The grade of PLA used in this work was LX175 purchased from Filabot (Vermont, USA). DMA samples were rectangular compression molded films, 7.5 mm long, 5 mm in width, and 0.35 mm in thickness. The DMA film tension clamp was used in all experiments in conjunction with the RH chamber add on. The operating range of the RH chamber can be found in Figure 1. To measure the effect of moisture on glass transition temperature, the samples were equilibrated at 25 °C, then conditioned at a humidity of 5, 30, 55, or 80% RH% for 300 minutes, and finally subjected to an oscillation temperature ramp of 1 Hz at 0.05% strain from 25-85 °C at a rate of 1 °C/min. The viscoelastic response of the PLA at 5, 30, 55, and 80% RH was measured by again doing thermal and humidity conditioning steps, following by an oscillation frequency sweep of 0.1-10 Hz at 0.05% strain. Finally, hygroscopic expansion was investigated by performing an oscillation time sweep after thermal conditioning to a temperature of 25, 37.5, or 50 °C. Samples underwent 1 Hz at 0.05% strain for 300 minutes at a set humidity of either 5, 30, 55, or 80% RH. After the sweep completed, the humidity was conditioned to the next setpoint at a rate of 2% RH/min and another oscillation time sweep was performed.

Figure 1. (Top) TA Instruments DMA 850 with relative humidity (RH) unit equipped. (Bottom) The DMA-RH operating range is shown where relative humidity is plotted as a function of temperature. The green represents the usable region.
Figure 1. (Top) TA Instruments DMA 850 with relative humidity (RH) unit equipped. (Bottom) The DMA-RH operating range is shown where relative humidity is plotted as a function of temperature. The green represents the usable region.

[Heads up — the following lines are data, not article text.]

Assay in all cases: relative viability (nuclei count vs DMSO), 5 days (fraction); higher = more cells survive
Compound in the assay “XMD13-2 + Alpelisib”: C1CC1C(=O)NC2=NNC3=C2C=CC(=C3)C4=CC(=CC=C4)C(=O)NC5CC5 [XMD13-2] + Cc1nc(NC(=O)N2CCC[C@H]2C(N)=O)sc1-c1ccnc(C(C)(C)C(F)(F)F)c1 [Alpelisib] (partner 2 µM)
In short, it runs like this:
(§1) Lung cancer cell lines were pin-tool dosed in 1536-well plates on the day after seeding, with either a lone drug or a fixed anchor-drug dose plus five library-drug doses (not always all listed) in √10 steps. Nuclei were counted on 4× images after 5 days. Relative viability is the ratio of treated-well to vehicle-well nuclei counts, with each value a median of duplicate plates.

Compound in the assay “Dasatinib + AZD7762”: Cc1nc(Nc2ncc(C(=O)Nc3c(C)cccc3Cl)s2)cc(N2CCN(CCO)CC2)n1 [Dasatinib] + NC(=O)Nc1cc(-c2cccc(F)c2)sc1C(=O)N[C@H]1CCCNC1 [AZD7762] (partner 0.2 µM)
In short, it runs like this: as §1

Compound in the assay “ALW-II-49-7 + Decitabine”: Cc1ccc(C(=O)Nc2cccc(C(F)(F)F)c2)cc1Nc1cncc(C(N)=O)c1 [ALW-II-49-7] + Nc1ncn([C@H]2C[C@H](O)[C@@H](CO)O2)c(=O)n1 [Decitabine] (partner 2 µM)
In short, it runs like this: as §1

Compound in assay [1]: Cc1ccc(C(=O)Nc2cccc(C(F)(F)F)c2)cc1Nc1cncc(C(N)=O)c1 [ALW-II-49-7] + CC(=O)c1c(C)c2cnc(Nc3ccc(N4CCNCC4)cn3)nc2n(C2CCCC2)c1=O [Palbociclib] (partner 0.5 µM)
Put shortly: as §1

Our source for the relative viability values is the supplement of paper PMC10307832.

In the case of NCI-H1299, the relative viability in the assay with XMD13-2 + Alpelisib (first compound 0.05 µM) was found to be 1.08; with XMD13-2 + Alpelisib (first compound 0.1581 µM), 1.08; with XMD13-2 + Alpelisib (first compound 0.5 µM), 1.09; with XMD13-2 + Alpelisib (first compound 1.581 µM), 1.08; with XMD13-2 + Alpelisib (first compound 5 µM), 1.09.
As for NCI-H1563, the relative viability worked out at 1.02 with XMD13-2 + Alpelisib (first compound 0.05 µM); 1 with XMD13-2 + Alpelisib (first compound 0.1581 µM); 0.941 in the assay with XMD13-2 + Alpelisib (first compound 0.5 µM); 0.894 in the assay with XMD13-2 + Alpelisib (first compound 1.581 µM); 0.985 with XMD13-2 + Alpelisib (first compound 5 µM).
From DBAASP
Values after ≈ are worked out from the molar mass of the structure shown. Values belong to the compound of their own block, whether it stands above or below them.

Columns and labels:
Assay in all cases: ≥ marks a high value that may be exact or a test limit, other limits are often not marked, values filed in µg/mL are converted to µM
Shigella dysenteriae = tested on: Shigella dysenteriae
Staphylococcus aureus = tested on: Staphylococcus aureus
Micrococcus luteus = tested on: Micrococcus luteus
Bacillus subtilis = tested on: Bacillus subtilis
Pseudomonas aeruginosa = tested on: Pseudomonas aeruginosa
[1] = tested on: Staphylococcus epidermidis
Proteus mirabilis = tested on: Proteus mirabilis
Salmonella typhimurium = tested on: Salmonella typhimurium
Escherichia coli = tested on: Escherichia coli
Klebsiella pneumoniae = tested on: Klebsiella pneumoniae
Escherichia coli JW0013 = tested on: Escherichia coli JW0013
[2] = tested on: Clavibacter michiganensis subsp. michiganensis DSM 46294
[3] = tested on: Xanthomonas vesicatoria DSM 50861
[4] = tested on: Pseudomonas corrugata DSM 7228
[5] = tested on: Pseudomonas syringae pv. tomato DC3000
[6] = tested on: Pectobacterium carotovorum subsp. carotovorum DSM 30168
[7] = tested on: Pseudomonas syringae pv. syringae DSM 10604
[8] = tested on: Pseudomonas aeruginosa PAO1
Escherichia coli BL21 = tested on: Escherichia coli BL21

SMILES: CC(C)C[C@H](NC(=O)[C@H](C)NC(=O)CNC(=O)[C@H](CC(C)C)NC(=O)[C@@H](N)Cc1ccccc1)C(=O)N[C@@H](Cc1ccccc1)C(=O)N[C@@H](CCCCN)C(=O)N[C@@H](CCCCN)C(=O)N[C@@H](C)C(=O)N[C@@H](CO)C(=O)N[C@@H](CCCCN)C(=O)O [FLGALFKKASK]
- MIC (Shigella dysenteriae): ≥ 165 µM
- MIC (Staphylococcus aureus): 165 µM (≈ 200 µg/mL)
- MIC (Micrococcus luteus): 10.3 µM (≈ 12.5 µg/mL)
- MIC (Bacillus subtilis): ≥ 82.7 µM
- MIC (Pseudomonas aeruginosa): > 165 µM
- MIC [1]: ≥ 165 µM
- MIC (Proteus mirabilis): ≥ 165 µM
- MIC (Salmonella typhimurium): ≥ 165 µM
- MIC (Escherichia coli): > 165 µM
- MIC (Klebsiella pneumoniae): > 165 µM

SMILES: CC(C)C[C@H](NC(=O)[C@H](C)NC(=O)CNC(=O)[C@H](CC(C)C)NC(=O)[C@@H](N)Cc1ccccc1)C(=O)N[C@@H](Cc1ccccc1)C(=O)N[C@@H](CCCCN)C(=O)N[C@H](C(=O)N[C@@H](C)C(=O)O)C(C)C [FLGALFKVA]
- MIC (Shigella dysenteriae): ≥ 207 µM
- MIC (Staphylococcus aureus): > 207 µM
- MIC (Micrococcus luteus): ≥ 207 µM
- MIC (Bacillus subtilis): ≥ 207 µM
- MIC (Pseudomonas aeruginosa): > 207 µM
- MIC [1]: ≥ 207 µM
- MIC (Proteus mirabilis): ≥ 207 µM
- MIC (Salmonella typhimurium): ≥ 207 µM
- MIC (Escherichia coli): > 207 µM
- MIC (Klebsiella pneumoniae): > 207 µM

Results and Discussion

Glass Transition Dependence on Humidity

Figure 2 shows oscillation temperature ramp data, where tan delta is plotted as a function of temperature for various humidity setpoints. Moisture acts as a plasticizer to PLA, effectively lowering the strength of the molecular interactions of the polymer matrix, thus lowering the glass transition. [4,5] The peak points of the tan delta represent one method of determining the glass transition temperature. As humidity increases, the effective glass transition temperature decreases. Between a relative humidity of 5-80%, the glass transition temperature varies over 10 °C (62-73 °C). This is a major consideration for not only processing various grades of PLA, but also the softening point (upper thermal limit, heat deflection temperature) which has implications for the final product. This effect is well known for Nylon, among other polymers, but is also of critical importance for bio-derived and/or biodegradable polymers.[4] Polymer processers can use this information to observe how humidity may be introducing variability to their process, or to condition a polymer to a humidity level to take advantage of the plasticizing effect of the moisture.

Figure 2. (Temperature ramp data) Tan delta is plotted as a function of temperature for samples subjected to various humidity setpoints of 5, 30, 55, and 80% RH.
Figure 2. (Temperature ramp data) Tan delta is plotted as a function of temperature for samples subjected to various humidity setpoints of 5, 30, 55, and 80% RH.

Viscoelastic Response to Moisture at Different Temperatures